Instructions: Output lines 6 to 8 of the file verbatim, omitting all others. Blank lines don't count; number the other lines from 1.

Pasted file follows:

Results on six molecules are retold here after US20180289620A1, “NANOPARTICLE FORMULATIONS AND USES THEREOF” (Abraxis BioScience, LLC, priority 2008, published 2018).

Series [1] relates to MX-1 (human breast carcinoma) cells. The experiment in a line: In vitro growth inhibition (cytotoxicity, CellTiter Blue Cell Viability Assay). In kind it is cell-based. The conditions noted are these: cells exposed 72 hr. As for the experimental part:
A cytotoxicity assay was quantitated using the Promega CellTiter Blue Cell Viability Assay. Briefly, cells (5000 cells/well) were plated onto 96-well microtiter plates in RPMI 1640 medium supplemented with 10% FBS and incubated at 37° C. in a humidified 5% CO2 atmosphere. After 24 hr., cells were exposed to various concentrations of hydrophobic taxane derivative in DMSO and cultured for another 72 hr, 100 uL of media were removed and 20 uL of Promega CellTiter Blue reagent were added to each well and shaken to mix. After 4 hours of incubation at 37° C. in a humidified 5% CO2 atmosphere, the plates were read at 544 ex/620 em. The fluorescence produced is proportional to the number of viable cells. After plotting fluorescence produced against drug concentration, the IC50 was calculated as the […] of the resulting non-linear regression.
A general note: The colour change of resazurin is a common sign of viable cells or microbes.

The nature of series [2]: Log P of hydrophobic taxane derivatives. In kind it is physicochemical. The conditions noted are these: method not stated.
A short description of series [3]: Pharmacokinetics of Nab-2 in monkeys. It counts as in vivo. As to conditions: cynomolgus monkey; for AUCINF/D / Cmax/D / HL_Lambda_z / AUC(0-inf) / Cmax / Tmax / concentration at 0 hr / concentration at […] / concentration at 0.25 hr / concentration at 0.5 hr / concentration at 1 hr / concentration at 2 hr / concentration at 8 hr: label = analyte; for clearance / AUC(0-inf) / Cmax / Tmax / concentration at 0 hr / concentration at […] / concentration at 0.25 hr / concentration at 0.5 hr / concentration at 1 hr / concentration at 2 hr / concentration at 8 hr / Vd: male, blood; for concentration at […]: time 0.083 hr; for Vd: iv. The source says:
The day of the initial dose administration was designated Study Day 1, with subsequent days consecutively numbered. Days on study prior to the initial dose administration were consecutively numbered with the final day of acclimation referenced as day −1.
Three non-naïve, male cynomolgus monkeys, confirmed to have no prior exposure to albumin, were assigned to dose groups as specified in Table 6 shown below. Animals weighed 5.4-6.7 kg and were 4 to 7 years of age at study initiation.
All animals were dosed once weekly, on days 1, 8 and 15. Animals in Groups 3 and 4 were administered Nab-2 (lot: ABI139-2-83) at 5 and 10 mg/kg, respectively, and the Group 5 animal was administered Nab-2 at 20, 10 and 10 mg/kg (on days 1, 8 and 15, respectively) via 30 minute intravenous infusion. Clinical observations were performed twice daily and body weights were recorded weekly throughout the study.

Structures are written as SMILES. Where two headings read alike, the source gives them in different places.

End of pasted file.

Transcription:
A short description of series [3]: Pharmacokinetics of Nab-2 in monkeys. It counts as in vivo. As to conditions: cynomolgus monkey; for AUCINF/D / Cmax/D / HL_Lambda_z / AUC(0-inf) / Cmax / Tmax / concentration at 0 hr / concentration at […] / concentration at 0.25 hr / concentration at 0.5 hr / concentration at 1 hr / concentration at 2 hr / concentration at 8 hr: label = analyte; for clearance / AUC(0-inf) / Cmax / Tmax / concentration at 0 hr / concentration at […] / concentration at 0.25 hr / concentration at 0.5 hr / concentration at 1 hr / concentration at 2 hr / concentration at 8 hr / Vd: male, blood; for concentration at […]: time 0.083 hr; for Vd: iv. The source says:
The day of the initial dose administration was designated Study Day 1, with subsequent days consecutively numbered. Days on study prior to the initial dose administration were consecutively numbered with the final day of acclimation referenced as day −1.
Three non-naïve, male cynomolgus monkeys, confirmed to have no prior exposure to albumin, were assigned to dose groups as specified in Table 6 shown below. Animals weighed 5.4-6.7 kg and were 4 to 7 years of age at study initiation.